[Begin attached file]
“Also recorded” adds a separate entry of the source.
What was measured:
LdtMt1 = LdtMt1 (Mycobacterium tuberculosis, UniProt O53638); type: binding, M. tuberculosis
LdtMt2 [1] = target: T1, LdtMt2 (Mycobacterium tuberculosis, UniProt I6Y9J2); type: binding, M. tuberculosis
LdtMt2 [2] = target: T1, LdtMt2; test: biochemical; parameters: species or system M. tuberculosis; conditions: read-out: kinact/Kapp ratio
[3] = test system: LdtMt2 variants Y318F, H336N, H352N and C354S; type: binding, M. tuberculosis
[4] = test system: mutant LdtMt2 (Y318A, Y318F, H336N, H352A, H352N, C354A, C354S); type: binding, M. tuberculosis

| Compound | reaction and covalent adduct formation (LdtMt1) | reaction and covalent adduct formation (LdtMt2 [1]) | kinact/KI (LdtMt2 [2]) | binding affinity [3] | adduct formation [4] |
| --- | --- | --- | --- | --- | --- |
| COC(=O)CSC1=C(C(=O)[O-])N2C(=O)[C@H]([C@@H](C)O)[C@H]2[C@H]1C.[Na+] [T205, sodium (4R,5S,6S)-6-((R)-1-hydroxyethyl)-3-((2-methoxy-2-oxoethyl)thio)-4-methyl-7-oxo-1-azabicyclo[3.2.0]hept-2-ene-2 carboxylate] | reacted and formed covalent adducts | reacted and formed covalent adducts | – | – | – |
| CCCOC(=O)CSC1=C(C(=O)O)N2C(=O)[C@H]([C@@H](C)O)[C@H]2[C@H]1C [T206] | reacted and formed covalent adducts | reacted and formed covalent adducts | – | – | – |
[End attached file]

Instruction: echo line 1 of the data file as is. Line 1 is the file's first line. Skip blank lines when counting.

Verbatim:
“Also recorded” adds a separate entry of the source.